Cascading Trepidation

Sitting, staring at this bottle of pills, I am terrified. Afraid of what this next dose will do. Frightened of who I may become; of all the things I may lose.

What will become of my relationship if one of my most essential characteristics melts away? If I am no longer a woman capable of grasping the truly important things, if I, instead, begin to fret and fight about the little shit that no one cares about – if I jump at every opportunity to snap – if I bitch and moan – if I throw things – my relationship will not survive. 

I am his complement because I do not do these things. Because I take life lightly. With joy and empathy. Without anger, without complaint. In ecstasy. What will happen to me, to us, if this medication makes me lose that?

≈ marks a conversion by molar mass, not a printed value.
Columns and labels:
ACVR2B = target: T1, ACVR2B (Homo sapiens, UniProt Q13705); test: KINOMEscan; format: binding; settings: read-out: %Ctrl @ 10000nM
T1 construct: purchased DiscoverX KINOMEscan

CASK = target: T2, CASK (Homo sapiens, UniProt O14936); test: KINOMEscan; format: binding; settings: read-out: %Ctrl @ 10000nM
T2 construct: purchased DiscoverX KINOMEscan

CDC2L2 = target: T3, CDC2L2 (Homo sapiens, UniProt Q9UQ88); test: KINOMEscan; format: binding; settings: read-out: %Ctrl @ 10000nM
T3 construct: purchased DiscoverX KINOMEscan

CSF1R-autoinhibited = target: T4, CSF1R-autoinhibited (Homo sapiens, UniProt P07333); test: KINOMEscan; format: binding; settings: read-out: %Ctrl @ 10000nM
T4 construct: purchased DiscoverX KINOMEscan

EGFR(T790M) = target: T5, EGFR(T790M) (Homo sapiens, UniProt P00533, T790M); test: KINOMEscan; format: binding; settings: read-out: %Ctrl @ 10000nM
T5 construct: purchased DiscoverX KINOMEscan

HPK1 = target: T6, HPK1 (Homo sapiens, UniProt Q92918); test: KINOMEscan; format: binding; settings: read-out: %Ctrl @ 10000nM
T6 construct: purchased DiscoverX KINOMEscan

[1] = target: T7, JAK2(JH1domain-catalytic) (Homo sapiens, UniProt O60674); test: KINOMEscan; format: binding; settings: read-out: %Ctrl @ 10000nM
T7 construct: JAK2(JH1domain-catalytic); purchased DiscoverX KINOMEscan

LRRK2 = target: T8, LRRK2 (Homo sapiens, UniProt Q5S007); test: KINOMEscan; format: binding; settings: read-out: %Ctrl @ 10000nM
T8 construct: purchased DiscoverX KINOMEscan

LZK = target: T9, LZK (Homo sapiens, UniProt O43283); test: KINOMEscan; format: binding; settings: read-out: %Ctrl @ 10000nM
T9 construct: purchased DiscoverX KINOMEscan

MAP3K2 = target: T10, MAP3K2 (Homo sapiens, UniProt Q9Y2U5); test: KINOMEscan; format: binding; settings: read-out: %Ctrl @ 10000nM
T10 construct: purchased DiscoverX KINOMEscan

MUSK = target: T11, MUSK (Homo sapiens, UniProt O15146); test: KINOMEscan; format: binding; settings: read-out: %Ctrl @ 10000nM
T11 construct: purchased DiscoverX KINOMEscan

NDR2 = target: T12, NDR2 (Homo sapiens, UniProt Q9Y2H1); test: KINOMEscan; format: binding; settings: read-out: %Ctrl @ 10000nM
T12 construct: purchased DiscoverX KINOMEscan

And, writing. What of that? I am a writer. I spend a vast portion of my time immersed in words – writing, editing, reading. Losing my ability to concentrate long enough to finish a thought, to find a word, to remember yesterday – these things are not acceptable, not tolerable, not an option. 

I’ve been warned the relief will not be absolute. The pain will still come – often, probably, though less than before. It may hurt less, it could hurt more, but it will still come. Eventually the medicine, even if it works, will stop working and I’ll have to find another temporary patch. Is all of this worth it? Can I bear the pain? Should I?

Ahh, this vulnerability, hurt, confusion, and lack of assurance are so unlike me. 

I have a wedding to go to tomorrow. All I ask is a day of no pain, no side effects, no complaints. Can such a wish be granted?

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